Open Water

The first mile.
It is early fall and the water is cold. Jago knew it would be. Still, the channel is warmer than the torso of the Atlantic. It is midmorning and the sky is hazy from fatigue. There had been a storm last night, the first gasps of autumn awakening. Jago had worried the swim would be called off, but, by daylight, the winds have abated. The water is calm, humbled by the shortening days. Still, Jago is not deceived. He knows the ocean’s wrinkles like a mother knows the scars on her child’s skin. Jago greases his suit with careful precision: the folds under his arm, the bends behind his knee, the creases of his groin. He is like butter gliding over the lulling waves with ease. The plugs in his ears tune out the motor of the boat thirty feet to the right and the sound of the water’s spit. Jago hears only the faint murmur of the ocean’s heartbeat. It is a familiar rhythm. Jago always likes rhythms.    

The second mile.
Jago was born eight weeks too early. It wasn’t because of the genetic disorder. It was because the water broke. The doctors had to perform an immediate C-section. Without the water, Jago almost died. At four months, an ultrasound confirmed the disorder. Before Jago was born, his parents had never heard of Fragile X Syndrome, now it would permeate their lives. They knew Jago would have an elongated face, oversized head, and large earlobes that would hang just above his jawline. They knew his intellect would be stunted and social anxiety heightened. They knew he would be at risk for autism, and knew he would be prone to compulsive behaviors. Before Jago was born, they didn’t know that he would hate Granny Smith apples and love cinnamon mints because they tasted like Christmas. They didn’t know that he would love water, that he could hold his breath for three minutes and eighteen seconds without coming up for air. And they didn’t know that, at age eighteen, Jago would swim across the English Channel.  

The third mile. 
It isn’t the sharks that Jago worries about. The water is too cold for that. It is the jellyfish. He has seen them before. He was stung by one before. Living on the coast of Florida, Jago would footprint the beach and see schools of jellyfish waiting for the tide. The waters were traders, abandoning their sea life to the breath of the sun. As a child, Jago fought an endless battle of rescue for the pink fish. Refilling a five gallon bucket with sea water, he would pour the liquid over the mushroomed heads, coaxing the creature safely back to the water’s grasp. You’ll never save them all, his father told him. Half of them are already dead. The first place Jago was stung was on the ankle. It burned for two days. Jago had been trying to help. But jellyfish are traders too. The jellyfish in the English Channel are scarce. The population has always been low in these parts because of the shipping route. Still, Jago watches for the flash of pink.  

The fourth mile.
An hour into the swim and Jago feels strong. His feet—the churn of propellers; his abs—the rows of engaged cylinders; his heartbeat—the rhythm of a charged battery. The wind is a sigh, and the water calm. Jago used to hate the water. He lived with his father in a small town near Rochester.  That was before he ever saw the ocean. Rochester was the sound of railroad tracks and the smell of eggs. That was why his mother left, his father told him. She hated the smell of eggs. There was a city pool near an abandoned steel mill. Jago’s father took him there every Saturday. At five years old, Jago would sit behind a plastic chair and clap five times when someone jumped off the diving board. He didn’t like the noise of the echoing voices, but he liked the way the water splashed when a diver submerged. Jago would wait one hour at the city pool while his father met with the man inside the steel mill. Jago’s father was late only once. He came into the pool hall, saw his son crouched behind plastic chair, and wrapped his thick fingers around Jago’s upper arm. You can’t just hide behind this fucking chair forever, he swore. He pulled Jago to the lip of the deep end. Jago tried to bite his wrist. I’m going to throw you into the pool, his father said, and you will either sink or you will swim. Jago felt his body being lifted from the floor, and then the sting of bare skin smacking water. Jago began to sink.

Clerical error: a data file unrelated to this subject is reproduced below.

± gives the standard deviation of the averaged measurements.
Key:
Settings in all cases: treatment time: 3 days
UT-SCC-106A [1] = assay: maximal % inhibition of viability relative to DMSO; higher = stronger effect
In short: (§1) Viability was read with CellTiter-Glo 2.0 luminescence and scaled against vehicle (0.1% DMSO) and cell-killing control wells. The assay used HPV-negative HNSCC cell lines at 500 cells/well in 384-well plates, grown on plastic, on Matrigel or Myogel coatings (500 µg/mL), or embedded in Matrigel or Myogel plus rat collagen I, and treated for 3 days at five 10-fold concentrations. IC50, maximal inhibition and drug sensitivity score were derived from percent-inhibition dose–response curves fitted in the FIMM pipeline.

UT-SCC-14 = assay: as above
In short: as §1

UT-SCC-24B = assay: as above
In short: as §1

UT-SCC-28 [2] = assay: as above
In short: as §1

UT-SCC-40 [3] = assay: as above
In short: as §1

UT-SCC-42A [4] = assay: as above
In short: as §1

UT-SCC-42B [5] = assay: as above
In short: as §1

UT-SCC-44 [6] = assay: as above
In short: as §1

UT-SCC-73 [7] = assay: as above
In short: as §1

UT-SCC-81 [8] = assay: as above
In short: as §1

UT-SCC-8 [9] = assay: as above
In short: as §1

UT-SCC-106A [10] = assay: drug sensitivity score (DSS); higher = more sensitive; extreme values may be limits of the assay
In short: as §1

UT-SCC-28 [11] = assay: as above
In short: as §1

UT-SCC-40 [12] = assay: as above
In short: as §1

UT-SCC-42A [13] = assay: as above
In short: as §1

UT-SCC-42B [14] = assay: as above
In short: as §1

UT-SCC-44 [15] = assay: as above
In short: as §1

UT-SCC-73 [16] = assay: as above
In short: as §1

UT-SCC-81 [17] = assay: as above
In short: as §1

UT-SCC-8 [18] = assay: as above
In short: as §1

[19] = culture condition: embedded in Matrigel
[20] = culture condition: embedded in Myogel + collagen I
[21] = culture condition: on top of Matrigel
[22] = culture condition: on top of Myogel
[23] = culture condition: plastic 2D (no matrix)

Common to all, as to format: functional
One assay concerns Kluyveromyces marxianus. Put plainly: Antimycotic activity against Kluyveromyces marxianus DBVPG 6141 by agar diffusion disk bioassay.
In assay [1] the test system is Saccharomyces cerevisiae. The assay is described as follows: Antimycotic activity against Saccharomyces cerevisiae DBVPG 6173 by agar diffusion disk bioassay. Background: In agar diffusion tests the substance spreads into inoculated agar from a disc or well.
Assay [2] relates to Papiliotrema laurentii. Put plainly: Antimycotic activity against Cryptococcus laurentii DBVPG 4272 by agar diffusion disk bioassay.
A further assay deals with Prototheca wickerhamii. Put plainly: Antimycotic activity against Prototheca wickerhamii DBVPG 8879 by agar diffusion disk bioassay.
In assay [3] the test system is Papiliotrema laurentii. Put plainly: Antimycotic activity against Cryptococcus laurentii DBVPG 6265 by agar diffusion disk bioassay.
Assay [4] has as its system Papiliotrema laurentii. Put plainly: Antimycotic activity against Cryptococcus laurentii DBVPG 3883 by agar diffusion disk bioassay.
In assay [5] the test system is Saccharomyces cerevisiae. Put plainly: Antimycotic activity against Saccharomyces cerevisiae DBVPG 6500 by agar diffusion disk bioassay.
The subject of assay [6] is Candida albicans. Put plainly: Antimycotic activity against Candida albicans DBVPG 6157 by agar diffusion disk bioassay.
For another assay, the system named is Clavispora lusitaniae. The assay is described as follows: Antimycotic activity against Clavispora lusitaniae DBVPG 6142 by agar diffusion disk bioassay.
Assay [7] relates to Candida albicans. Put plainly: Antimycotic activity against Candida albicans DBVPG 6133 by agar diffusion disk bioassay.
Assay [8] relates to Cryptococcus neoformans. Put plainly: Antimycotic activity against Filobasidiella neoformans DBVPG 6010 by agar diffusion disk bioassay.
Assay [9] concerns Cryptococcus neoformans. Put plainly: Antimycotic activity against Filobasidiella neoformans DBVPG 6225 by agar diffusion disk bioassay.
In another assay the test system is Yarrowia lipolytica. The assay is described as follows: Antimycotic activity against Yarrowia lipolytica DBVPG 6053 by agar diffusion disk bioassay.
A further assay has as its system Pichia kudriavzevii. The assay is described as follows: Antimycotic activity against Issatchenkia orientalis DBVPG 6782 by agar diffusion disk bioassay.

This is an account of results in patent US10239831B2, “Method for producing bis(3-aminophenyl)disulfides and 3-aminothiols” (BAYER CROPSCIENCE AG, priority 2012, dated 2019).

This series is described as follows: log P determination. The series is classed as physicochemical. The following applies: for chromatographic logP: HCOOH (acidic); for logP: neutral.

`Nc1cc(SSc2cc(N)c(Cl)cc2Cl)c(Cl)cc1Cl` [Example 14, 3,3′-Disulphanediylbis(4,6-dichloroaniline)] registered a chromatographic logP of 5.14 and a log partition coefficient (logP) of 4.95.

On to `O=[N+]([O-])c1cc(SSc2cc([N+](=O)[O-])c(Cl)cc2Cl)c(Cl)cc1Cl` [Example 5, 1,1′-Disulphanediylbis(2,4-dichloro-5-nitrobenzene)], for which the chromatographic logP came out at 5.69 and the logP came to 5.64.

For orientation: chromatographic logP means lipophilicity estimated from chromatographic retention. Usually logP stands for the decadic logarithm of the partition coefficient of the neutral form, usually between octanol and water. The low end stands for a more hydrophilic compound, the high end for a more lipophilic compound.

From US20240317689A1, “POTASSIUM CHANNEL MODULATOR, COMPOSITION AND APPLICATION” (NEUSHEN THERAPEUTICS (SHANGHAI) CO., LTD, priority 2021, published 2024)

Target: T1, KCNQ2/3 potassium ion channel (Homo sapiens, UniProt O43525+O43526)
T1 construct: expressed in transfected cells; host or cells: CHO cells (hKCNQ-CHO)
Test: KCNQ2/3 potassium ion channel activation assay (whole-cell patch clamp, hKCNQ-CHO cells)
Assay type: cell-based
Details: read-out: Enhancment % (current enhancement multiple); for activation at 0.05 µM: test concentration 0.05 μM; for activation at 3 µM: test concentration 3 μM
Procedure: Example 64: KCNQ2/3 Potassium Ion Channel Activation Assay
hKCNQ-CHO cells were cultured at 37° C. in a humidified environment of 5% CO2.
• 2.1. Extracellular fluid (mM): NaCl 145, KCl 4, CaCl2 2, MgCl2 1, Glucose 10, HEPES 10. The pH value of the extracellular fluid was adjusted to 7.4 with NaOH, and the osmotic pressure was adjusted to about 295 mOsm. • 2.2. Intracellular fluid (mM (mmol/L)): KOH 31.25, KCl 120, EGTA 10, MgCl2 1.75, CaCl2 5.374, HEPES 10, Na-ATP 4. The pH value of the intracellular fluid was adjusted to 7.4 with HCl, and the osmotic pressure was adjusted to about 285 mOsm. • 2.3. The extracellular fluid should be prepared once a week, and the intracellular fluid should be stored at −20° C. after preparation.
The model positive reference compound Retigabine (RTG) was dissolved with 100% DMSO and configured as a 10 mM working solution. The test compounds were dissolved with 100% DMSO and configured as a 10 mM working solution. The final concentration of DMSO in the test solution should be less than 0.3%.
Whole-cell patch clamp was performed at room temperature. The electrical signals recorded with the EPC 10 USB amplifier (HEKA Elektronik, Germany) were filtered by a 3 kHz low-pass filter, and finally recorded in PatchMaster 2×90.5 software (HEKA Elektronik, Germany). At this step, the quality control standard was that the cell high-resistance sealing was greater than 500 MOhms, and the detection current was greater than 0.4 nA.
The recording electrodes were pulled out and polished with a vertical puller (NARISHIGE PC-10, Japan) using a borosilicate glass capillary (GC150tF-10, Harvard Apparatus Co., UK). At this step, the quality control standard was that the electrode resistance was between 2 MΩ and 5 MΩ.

The fifth mile.
The city pool offered private swimming lessons on Wednesday nights. Jago asked his father if he could go. He didn’t want to be in a class with other people, but he would settle for being in a class with only two other girls. Both were ten years old and laughed at his large head and wandering eye. Jago didn’t care. He could hold his breath under water for twice as long as they could. The one named Merry asked Jago where his mother was. He told her she didn’t like the smell of eggs so she had to leave. The girls giggled. I bet she just didn’t like you, said Merry. She probably wanted a normal kid. Jago plugs his nose and sinks to the bottom of the pool. He begins to count. The wind is churning and the water in the English Channel has become choppy. Jago’s goggles have loosened, and a trickle of liquid is dripping onto the bottom rim. He blinks, but knows he will have to tighten the strap. It is awkward to pause. The observers in the boat stand in alarm, the pilot looks over his shoulder. Even the water seems too calm in anticipation. Jago dumps the water from the goggles, tightens the rubber strap around his head, and gives a thumbs up to the man in the back of the boat. The wind exhales.
The sixth mile.
Jago needs to go to a special school, the teachers said. We don’t have the resources he requires. Jago didn’t care about school. He cared about water. Jago’s father, however, was livid. He couldn’t afford a private school. He couldn’t afford to relocate. Still, three months later when Jago was practicing the breaststroke, his father stood in the doorway of the pool hall. Jago, he called out to his son. I have great news. We’re moving to Florida. I’m taking you to the ocean. 

The seventh mile.
Jago has been swimming for two hours. His body is growing tired and he knows he needs nourishment. He wishes his body could swim twenty miles on exhilaration. But it is impossible.  Jago is prepared. He turns on his back and treads the water with agitation. He hates the back stroke. The man on the boat knows this and understands that Jago is hungry. It is not easy to feed a swimmer while he is in motion, but the man on the boat has done this before. He fills a water bottle with protein powder and milk. He nods to a fellow observer, and together they push the inflatable raft over the edge of the boat. The motorboat must stay at least thirty feet from Jago. The observer rows while the man leans over the edge and squirts the liquid into Jago’s mouth. It is congealed, the consistency of cottage cheese. Jago feels his stomach constrict and his muscles tense. For a moment he feels he might throw up. Then it passes. He flips to the breaststroke and the man on the raft gestures for the rower to back away. Jago is grateful.